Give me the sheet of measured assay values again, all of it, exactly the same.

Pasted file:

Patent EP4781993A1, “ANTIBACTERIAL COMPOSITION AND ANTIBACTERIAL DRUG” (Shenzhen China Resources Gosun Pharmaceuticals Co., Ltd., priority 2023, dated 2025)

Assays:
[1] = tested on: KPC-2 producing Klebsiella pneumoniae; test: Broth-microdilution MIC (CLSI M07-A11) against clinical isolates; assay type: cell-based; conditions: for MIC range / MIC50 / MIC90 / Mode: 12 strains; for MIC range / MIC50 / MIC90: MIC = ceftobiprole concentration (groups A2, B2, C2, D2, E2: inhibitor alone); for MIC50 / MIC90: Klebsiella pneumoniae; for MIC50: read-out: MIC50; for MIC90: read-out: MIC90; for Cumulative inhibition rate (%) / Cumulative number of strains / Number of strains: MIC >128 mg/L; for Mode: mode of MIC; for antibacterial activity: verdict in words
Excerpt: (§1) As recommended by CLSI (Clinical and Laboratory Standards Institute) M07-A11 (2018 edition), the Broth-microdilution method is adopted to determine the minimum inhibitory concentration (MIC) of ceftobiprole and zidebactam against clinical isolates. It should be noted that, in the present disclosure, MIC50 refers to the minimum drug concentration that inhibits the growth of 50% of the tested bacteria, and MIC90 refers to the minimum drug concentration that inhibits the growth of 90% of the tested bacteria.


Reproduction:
Patent EP4781993A1, “ANTIBACTERIAL COMPOSITION AND ANTIBACTERIAL DRUG” (Shenzhen China Resources Gosun Pharmaceuticals Co., Ltd., priority 2023, dated 2025)

Assays:
[1] = tested on: KPC-2 producing Klebsiella pneumoniae; test: Broth-microdilution MIC (CLSI M07-A11) against clinical isolates; assay type: cell-based; conditions: for MIC range / MIC50 / MIC90 / Mode: 12 strains; for MIC range / MIC50 / MIC90: MIC = ceftobiprole concentration (groups A2, B2, C2, D2, E2: inhibitor alone); for MIC50 / MIC90: Klebsiella pneumoniae; for MIC50: read-out: MIC50; for MIC90: read-out: MIC90; for Cumulative inhibition rate (%) / Cumulative number of strains / Number of strains: MIC >128 mg/L; for Mode: mode of MIC; for antibacterial activity: verdict in words
Excerpt: (§1) As recommended by CLSI (Clinical and Laboratory Standards Institute) M07-A11 (2018 edition), the Broth-microdilution method is adopted to determine the minimum inhibitory concentration (MIC) of ceftobiprole and zidebactam against clinical isolates. It should be noted that, in the present disclosure, MIC50 refers to the minimum drug concentration that inhibits the growth of 50% of the tested bacteria, and MIC90 refers to the minimum drug concentration that inhibits the growth of 90% of the tested bacteria.